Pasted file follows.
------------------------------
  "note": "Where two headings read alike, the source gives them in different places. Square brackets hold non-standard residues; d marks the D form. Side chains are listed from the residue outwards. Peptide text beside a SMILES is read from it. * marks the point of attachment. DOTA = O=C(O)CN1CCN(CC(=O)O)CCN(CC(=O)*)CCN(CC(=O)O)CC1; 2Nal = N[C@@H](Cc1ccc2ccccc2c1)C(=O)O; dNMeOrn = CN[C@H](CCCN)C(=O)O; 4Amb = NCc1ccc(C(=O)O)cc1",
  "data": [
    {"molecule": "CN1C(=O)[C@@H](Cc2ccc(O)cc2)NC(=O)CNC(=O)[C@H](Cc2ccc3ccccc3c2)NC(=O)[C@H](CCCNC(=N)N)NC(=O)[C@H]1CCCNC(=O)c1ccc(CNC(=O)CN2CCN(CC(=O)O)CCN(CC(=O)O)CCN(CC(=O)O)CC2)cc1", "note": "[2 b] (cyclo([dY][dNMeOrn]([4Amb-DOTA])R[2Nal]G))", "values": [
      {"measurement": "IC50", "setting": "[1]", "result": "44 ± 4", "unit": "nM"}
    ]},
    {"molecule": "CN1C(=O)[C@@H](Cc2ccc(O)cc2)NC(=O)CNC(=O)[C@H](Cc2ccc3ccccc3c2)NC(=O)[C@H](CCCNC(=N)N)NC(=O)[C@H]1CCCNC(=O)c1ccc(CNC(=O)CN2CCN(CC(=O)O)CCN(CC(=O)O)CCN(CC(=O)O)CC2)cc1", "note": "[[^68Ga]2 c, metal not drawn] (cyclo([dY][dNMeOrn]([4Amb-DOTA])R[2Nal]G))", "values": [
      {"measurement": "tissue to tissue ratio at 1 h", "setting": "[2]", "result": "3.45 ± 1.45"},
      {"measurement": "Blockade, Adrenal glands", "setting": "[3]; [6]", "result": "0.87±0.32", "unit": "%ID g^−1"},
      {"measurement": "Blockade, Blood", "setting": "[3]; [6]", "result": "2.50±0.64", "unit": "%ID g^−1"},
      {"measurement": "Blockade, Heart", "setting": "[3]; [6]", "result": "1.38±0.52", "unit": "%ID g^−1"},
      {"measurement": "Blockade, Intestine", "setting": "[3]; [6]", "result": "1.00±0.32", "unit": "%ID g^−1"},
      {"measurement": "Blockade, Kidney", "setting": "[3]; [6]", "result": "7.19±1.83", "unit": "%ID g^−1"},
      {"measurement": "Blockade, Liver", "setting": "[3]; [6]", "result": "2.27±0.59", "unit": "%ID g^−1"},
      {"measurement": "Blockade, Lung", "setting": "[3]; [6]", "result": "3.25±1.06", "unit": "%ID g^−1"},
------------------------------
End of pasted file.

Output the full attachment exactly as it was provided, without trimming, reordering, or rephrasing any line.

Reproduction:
  "note": "Where two headings read alike, the source gives them in different places. Square brackets hold non-standard residues; d marks the D form. Side chains are listed from the residue outwards. Peptide text beside a SMILES is read from it. * marks the point of attachment. DOTA = O=C(O)CN1CCN(CC(=O)O)CCN(CC(=O)*)CCN(CC(=O)O)CC1; 2Nal = N[C@@H](Cc1ccc2ccccc2c1)C(=O)O; dNMeOrn = CN[C@H](CCCN)C(=O)O; 4Amb = NCc1ccc(C(=O)O)cc1",
  "data": [
    {"molecule": "CN1C(=O)[C@@H](Cc2ccc(O)cc2)NC(=O)CNC(=O)[C@H](Cc2ccc3ccccc3c2)NC(=O)[C@H](CCCNC(=N)N)NC(=O)[C@H]1CCCNC(=O)c1ccc(CNC(=O)CN2CCN(CC(=O)O)CCN(CC(=O)O)CCN(CC(=O)O)CC2)cc1", "note": "[2 b] (cyclo([dY][dNMeOrn]([4Amb-DOTA])R[2Nal]G))", "values": [
      {"measurement": "IC50", "setting": "[1]", "result": "44 ± 4", "unit": "nM"}
    ]},
    {"molecule": "CN1C(=O)[C@@H](Cc2ccc(O)cc2)NC(=O)CNC(=O)[C@H](Cc2ccc3ccccc3c2)NC(=O)[C@H](CCCNC(=N)N)NC(=O)[C@H]1CCCNC(=O)c1ccc(CNC(=O)CN2CCN(CC(=O)O)CCN(CC(=O)O)CCN(CC(=O)O)CC2)cc1", "note": "[[^68Ga]2 c, metal not drawn] (cyclo([dY][dNMeOrn]([4Amb-DOTA])R[2Nal]G))", "values": [
      {"measurement": "tissue to tissue ratio at 1 h", "setting": "[2]", "result": "3.45 ± 1.45"},
      {"measurement": "Blockade, Adrenal glands", "setting": "[3]; [6]", "result": "0.87±0.32", "unit": "%ID g^−1"},
      {"measurement": "Blockade, Blood", "setting": "[3]; [6]", "result": "2.50±0.64", "unit": "%ID g^−1"},
      {"measurement": "Blockade, Heart", "setting": "[3]; [6]", "result": "1.38±0.52", "unit": "%ID g^−1"},
      {"measurement": "Blockade, Intestine", "setting": "[3]; [6]", "result": "1.00±0.32", "unit": "%ID g^−1"},
      {"measurement": "Blockade, Kidney", "setting": "[3]; [6]", "result": "7.19±1.83", "unit": "%ID g^−1"},
      {"measurement": "Blockade, Liver", "setting": "[3]; [6]", "result": "2.27±0.59", "unit": "%ID g^−1"},
      {"measurement": "Blockade, Lung", "setting": "[3]; [6]", "result": "3.25±1.06", "unit": "%ID g^−1"},